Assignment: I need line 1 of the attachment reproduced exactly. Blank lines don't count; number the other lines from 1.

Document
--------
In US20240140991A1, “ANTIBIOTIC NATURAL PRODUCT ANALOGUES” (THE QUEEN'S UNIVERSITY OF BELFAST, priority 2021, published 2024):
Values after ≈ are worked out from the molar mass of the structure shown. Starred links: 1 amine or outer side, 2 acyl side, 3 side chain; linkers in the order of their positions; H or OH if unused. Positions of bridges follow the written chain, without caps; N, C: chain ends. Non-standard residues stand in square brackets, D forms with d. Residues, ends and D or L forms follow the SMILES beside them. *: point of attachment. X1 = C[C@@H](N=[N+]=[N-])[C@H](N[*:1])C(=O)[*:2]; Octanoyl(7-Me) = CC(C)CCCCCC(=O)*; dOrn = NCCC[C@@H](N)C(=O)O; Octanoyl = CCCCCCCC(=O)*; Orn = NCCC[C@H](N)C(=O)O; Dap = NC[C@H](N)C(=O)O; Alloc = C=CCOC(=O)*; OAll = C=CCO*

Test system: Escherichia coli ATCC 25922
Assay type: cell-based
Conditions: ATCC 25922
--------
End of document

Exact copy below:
In US20240140991A1, “ANTIBIOTIC NATURAL PRODUCT ANALOGUES” (THE QUEEN'S UNIVERSITY OF BELFAST, priority 2021, published 2024):